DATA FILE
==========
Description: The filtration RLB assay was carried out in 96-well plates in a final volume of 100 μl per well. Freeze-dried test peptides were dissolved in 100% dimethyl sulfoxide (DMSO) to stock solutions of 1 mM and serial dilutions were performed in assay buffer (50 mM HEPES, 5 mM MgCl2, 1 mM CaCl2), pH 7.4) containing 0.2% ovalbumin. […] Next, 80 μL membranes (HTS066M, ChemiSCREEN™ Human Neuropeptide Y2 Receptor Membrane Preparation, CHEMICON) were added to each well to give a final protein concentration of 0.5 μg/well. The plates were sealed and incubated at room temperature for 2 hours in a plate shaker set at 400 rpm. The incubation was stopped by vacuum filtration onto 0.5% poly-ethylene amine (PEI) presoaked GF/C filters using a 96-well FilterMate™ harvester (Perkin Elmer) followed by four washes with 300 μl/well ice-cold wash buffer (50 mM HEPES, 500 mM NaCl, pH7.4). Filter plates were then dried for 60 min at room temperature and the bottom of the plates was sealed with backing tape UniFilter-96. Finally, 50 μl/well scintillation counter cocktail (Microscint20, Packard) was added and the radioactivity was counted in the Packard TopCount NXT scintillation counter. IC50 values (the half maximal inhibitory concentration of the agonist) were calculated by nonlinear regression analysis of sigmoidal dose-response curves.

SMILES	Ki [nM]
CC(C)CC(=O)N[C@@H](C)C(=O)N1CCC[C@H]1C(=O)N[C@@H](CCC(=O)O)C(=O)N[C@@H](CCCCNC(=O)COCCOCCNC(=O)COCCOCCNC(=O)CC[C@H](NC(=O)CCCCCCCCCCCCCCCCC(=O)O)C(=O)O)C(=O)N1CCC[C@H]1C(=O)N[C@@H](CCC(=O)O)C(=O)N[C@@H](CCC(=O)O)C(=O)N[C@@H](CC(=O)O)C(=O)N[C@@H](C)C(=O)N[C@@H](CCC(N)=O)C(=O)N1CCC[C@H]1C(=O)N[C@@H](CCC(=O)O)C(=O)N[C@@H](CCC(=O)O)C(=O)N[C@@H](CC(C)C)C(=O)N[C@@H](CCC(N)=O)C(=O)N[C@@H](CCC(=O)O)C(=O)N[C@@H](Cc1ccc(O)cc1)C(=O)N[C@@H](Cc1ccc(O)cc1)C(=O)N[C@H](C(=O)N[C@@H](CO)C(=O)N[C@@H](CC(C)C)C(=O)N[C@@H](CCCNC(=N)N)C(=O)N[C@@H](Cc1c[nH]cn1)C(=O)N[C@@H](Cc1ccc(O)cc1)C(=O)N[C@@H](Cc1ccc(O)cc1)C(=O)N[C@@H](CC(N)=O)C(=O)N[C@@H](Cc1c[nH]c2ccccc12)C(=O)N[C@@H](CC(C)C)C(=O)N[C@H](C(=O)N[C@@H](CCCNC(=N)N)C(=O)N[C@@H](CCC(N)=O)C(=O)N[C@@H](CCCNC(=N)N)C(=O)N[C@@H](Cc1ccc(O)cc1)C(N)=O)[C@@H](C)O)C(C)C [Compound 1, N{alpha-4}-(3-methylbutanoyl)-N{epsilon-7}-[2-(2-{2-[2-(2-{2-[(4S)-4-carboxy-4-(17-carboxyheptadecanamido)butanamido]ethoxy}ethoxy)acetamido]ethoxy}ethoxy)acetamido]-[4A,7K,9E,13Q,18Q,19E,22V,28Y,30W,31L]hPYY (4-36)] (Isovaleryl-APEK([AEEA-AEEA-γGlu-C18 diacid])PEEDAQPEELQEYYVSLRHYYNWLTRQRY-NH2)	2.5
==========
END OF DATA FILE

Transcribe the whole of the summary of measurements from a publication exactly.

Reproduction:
Description: The filtration RLB assay was carried out in 96-well plates in a final volume of 100 μl per well. Freeze-dried test peptides were dissolved in 100% dimethyl sulfoxide (DMSO) to stock solutions of 1 mM and serial dilutions were performed in assay buffer (50 mM HEPES, 5 mM MgCl2, 1 mM CaCl2), pH 7.4) containing 0.2% ovalbumin. […] Next, 80 μL membranes (HTS066M, ChemiSCREEN™ Human Neuropeptide Y2 Receptor Membrane Preparation, CHEMICON) were added to each well to give a final protein concentration of 0.5 μg/well. The plates were sealed and incubated at room temperature for 2 hours in a plate shaker set at 400 rpm. The incubation was stopped by vacuum filtration onto 0.5% poly-ethylene amine (PEI) presoaked GF/C filters using a 96-well FilterMate™ harvester (Perkin Elmer) followed by four washes with 300 μl/well ice-cold wash buffer (50 mM HEPES, 500 mM NaCl, pH7.4). Filter plates were then dried for 60 min at room temperature and the bottom of the plates was sealed with backing tape UniFilter-96. Finally, 50 μl/well scintillation counter cocktail (Microscint20, Packard) was added and the radioactivity was counted in the Packard TopCount NXT scintillation counter. IC50 values (the half maximal inhibitory concentration of the agonist) were calculated by nonlinear regression analysis of sigmoidal dose-response curves.

SMILES	Ki [nM]
CC(C)CC(=O)N[C@@H](C)C(=O)N1CCC[C@H]1C(=O)N[C@@H](CCC(=O)O)C(=O)N[C@@H](CCCCNC(=O)COCCOCCNC(=O)COCCOCCNC(=O)CC[C@H](NC(=O)CCCCCCCCCCCCCCCCC(=O)O)C(=O)O)C(=O)N1CCC[C@H]1C(=O)N[C@@H](CCC(=O)O)C(=O)N[C@@H](CCC(=O)O)C(=O)N[C@@H](CC(=O)O)C(=O)N[C@@H](C)C(=O)N[C@@H](CCC(N)=O)C(=O)N1CCC[C@H]1C(=O)N[C@@H](CCC(=O)O)C(=O)N[C@@H](CCC(=O)O)C(=O)N[C@@H](CC(C)C)C(=O)N[C@@H](CCC(N)=O)C(=O)N[C@@H](CCC(=O)O)C(=O)N[C@@H](Cc1ccc(O)cc1)C(=O)N[C@@H](Cc1ccc(O)cc1)C(=O)N[C@H](C(=O)N[C@@H](CO)C(=O)N[C@@H](CC(C)C)C(=O)N[C@@H](CCCNC(=N)N)C(=O)N[C@@H](Cc1c[nH]cn1)C(=O)N[C@@H](Cc1ccc(O)cc1)C(=O)N[C@@H](Cc1ccc(O)cc1)C(=O)N[C@@H](CC(N)=O)C(=O)N[C@@H](Cc1c[nH]c2ccccc12)C(=O)N[C@@H](CC(C)C)C(=O)N[C@H](C(=O)N[C@@H](CCCNC(=N)N)C(=O)N[C@@H](CCC(N)=O)C(=O)N[C@@H](CCCNC(=N)N)C(=O)N[C@@H](Cc1ccc(O)cc1)C(N)=O)[C@@H](C)O)C(C)C [Compound 1, N{alpha-4}-(3-methylbutanoyl)-N{epsilon-7}-[2-(2-{2-[2-(2-{2-[(4S)-4-carboxy-4-(17-carboxyheptadecanamido)butanamido]ethoxy}ethoxy)acetamido]ethoxy}ethoxy)acetamido]-[4A,7K,9E,13Q,18Q,19E,22V,28Y,30W,31L]hPYY (4-36)] (Isovaleryl-APEK([AEEA-AEEA-γGlu-C18 diacid])PEEDAQPEELQEYYVSLRHYYNWLTRQRY-NH2)	2.5